In a manner, akin to the German style Blitzkrieg (lightning war) the supposedly ‘dying’ Biafra took over the Midwest region of Nigeria on 9 August, 1967. The expeditionary brigade of 3,000 soldiers and militia fanned out in three axis: one north-wards towards Auchi to protect the northern flank; a second battalion southwards to take over seaports in Warri and Sapele; and the third battalion, the main force, to move straight to Ibadan where they would be joined by local forces for the onward march to their final destination – Lagos.

The expeditionary force, called Liberation Army, was led by Brigadier Victor Banjo, a Yoruba. Brig. Banjo was one of the Nigerian army officers detained in Enugu in connection with the January 15 coup. It was assumed that, as a Yoruba, Banjo was bound to appeal more to both the Mid-West and West, including Lagos, thus making it feasible to galvanize forces to remove Gowon from Lagos. If the expedition was led by an Eastern officer, the old narrative of Eastern (Igbo) domination would re-surface. The Chief of Staff of the Liberation Army was Lt. Col. Adewale Ademoyega, one of the five majors of January 15 coup, who was also detained in Enugu. Like Brig. Banjo, Col. Ademoyega was one of the first six graduates that enrolled as an officer in the Nigerian Army. He earned a degree in History in the University of London. Both Banjo and Ademoyega were soldiers of outstanding intellect and bravery.      

For inexplicable reasons, rather than follow the initial battle plan of going straight to Ibadan and thence to Lagos, Banjo paused in Benin for several days where he made speeches. In some quarters this was seen as a deliberate sabotage. In other quarters it was argued that he needed the break to ‘connect’ properly with the West and that the speeches were meant to assure the West that he (Banjo) was the person leading the Liberation Army. It took several days of persuasion and, eventually, a meeting with Ojukwu before the Liberation Army continued its westwards advance. By 16 August, they had crossed Ogosu River after inflicting a defeat on the Federal army there. Despite resistance by the Nigerian Army, the Biafran forces continued to advance, capturing Ore on 20 August. The defeat of the Federal forces at Ore led to the Yoruba slogan – ‘O le ku, Ija Ore’ (it was tough at Ore battle). The Nigerian army had to blow up the Shasha bridge at Mile 82 Lagos-Ore road to stop the advance of the Liberation Army. Thus the element of surprise had gone. The federal forces re-organised and started fighting back.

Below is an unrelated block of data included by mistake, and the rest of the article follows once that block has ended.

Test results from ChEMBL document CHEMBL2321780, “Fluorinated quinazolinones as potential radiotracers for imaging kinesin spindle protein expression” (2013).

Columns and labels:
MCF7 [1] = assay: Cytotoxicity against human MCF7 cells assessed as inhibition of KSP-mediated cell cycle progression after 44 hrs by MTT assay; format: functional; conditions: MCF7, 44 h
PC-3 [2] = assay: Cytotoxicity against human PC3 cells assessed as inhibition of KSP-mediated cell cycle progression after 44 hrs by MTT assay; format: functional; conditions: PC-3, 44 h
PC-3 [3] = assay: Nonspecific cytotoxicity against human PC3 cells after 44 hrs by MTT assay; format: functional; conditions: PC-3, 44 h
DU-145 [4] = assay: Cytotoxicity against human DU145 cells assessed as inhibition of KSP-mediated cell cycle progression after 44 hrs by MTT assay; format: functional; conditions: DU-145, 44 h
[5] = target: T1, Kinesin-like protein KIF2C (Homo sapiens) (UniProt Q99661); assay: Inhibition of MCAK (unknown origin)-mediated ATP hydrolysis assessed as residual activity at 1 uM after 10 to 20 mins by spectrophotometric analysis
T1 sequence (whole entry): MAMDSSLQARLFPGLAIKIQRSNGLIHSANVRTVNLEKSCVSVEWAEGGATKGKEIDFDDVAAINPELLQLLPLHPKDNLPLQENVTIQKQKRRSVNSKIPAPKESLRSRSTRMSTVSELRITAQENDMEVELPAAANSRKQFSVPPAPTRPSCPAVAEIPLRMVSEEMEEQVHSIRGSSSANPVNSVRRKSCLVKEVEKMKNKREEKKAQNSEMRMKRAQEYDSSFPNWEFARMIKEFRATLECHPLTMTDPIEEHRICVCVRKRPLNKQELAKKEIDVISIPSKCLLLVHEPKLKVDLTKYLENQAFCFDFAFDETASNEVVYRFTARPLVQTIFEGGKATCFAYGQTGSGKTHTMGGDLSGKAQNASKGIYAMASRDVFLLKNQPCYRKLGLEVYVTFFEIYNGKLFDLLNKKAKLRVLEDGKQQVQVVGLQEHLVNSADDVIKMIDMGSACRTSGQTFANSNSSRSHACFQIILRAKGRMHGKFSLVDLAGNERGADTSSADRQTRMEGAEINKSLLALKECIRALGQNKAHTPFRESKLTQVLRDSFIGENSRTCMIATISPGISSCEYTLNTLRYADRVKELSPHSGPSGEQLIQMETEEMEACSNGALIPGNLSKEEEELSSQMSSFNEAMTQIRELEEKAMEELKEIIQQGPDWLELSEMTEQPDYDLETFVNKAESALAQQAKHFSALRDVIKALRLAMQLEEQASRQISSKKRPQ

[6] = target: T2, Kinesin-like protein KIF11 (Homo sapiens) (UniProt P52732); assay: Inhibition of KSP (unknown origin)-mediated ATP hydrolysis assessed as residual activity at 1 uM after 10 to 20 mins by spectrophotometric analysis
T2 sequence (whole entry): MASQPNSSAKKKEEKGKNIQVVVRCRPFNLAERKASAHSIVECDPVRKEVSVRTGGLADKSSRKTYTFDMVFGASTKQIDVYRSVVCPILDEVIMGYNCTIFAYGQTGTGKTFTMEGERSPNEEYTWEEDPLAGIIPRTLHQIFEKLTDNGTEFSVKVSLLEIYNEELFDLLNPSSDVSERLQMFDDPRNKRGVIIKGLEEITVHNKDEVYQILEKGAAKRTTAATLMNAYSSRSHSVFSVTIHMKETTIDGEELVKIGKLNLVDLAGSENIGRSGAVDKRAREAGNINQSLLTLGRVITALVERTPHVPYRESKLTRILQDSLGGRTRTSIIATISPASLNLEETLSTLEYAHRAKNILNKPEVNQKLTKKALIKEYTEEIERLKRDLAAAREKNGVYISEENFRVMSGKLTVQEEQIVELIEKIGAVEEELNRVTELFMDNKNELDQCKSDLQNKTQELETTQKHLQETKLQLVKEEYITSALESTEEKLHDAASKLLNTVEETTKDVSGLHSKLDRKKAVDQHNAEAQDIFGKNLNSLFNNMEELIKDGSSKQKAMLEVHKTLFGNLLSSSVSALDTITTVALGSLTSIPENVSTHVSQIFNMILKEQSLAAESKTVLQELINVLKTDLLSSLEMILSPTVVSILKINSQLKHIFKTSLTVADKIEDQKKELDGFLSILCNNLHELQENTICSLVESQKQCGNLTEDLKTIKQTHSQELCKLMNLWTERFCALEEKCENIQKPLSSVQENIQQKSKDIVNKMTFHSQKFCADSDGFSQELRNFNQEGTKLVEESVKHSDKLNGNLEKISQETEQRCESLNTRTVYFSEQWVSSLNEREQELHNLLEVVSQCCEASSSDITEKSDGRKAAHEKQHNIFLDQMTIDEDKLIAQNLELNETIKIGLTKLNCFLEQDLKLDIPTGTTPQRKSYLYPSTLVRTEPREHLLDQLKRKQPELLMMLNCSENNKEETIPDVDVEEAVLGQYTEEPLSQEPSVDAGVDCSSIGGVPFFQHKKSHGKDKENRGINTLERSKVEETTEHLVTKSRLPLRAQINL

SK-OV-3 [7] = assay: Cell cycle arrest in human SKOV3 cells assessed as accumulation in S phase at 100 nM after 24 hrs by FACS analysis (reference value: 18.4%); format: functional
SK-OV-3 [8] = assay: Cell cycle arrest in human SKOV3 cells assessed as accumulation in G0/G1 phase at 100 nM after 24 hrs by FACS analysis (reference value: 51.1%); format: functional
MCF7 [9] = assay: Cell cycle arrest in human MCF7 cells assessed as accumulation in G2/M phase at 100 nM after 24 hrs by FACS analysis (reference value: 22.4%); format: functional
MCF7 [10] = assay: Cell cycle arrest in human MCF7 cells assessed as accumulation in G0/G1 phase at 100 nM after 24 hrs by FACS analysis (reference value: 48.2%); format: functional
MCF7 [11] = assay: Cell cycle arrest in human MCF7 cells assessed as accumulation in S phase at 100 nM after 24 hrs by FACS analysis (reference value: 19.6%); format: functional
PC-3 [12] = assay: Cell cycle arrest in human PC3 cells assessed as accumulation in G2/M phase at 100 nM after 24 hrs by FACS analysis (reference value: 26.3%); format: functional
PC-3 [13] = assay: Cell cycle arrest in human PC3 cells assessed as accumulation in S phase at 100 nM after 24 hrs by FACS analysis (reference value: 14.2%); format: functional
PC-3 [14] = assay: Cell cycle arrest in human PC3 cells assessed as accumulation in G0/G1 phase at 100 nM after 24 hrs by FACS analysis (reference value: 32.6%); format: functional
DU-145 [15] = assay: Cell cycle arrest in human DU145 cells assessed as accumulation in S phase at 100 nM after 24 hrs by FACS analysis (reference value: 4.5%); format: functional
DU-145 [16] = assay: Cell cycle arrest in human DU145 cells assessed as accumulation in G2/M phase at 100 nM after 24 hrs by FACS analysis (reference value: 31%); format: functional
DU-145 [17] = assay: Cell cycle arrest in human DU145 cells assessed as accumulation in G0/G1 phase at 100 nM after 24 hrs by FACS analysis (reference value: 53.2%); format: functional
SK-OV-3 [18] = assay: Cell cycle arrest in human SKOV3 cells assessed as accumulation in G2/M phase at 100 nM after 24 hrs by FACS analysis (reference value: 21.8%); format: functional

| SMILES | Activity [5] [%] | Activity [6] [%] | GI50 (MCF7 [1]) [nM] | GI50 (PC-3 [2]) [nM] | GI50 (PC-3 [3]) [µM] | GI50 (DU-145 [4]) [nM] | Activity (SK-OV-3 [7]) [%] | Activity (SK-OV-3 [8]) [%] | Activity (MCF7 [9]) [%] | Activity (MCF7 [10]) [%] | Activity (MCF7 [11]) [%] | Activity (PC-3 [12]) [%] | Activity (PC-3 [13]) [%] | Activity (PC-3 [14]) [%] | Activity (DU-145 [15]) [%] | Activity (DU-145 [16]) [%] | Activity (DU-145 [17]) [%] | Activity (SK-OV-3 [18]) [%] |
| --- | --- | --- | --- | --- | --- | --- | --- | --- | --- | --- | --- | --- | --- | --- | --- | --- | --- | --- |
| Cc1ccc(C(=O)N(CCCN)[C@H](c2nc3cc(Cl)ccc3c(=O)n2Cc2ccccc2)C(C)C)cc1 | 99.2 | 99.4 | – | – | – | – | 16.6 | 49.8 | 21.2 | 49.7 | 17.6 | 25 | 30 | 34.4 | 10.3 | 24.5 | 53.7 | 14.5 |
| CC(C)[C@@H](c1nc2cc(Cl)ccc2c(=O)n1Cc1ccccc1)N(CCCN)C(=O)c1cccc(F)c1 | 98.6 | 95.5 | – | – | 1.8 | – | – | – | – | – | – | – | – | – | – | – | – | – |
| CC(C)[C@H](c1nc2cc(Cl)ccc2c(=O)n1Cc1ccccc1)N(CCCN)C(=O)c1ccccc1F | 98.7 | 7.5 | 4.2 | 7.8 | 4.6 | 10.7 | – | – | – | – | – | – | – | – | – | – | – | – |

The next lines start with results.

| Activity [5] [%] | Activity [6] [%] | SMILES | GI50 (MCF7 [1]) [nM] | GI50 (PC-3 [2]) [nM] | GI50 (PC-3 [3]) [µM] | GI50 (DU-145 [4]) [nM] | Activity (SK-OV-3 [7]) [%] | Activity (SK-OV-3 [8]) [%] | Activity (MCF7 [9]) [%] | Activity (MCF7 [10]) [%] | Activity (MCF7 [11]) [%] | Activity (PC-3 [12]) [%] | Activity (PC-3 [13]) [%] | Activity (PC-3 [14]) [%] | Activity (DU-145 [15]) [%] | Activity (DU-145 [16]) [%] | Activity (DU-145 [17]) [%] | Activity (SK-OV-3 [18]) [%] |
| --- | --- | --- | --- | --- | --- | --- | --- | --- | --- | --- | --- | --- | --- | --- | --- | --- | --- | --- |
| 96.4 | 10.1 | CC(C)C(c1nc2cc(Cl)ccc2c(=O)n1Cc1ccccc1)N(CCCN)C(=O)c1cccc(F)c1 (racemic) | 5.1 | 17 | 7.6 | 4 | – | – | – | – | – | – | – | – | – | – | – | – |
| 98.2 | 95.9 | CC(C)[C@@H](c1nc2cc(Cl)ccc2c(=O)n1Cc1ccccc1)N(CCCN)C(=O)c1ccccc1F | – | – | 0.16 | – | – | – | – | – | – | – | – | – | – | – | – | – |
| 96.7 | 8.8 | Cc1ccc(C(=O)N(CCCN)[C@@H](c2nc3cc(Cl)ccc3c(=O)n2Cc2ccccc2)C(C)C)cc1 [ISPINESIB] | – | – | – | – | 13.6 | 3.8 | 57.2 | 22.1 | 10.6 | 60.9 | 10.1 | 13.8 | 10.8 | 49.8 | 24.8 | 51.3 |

Over two thousand years ago, Sun Tzu in The Art of War wrote: 

The condition of a military force is that its essential factor is speed, taking advantage of others’ failure to catch up, going by routes they do not expect, attacking where they are not on ground.

This means that to take advantage of the unpreparedness or lack of caution on the part of opponents, it is necessary to proceed quickly, as hesitance would spell doom. The Liberation Army hesitated at Benin and lost the initiative. Had this expeditionary force followed its initial battle plan, Col. Gowon would have fled Lagos, and the One Nigeria project would have either been abandoned or made much more difficult, if not impossible altogether. Biafra would have been an illustration of Sun Tzu’s dictum of the classic ‘To win without fighting is best’.